It’s easy to overlook this particular shade of neutral, but like all classic ‘barely there’ tones, nude provides an essential counterpart to bolder colours, while on its own being a serene foil to a richer decorative scheme or to a collection of artwork.
A hybrid shade of biscuit, champagne and beige, the colour, with its associations to flesh, was a popular choice in the fashion industry in the 1920s and 1930s for corsets, girdles, pantyhose and bras, re-emerging in the 1990s and early 2000s when the ‘underwear-as-outerwear’ trend took flight. These days, when referring to colour, the term ‘nude’ is rightly considered outdated, due to the lack of inclusiveness and diversity that the hue associated with the word suggests. Nonetheless, from lipsticks to heels, underwear to nail varnish, the moniker has stuck and it remains a perennially popular shade.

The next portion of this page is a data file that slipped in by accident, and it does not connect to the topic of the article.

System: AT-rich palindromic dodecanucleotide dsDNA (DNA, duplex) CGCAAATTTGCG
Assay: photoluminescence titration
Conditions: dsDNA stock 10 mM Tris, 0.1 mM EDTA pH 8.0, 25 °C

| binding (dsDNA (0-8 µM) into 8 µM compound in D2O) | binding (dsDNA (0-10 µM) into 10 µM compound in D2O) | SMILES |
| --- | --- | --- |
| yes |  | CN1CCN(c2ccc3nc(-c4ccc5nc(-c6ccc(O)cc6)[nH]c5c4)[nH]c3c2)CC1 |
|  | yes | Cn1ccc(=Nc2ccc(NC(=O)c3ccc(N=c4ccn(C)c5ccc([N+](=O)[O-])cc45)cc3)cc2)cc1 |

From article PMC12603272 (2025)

In interiors, this warm neutral can work well balanced against deep creams, greens and shades of blue, as well as earthy terracottas and soft reds. With greater ranges of nude hues finally being produced, ‘nude’ is now considered a spectrum and not a shade.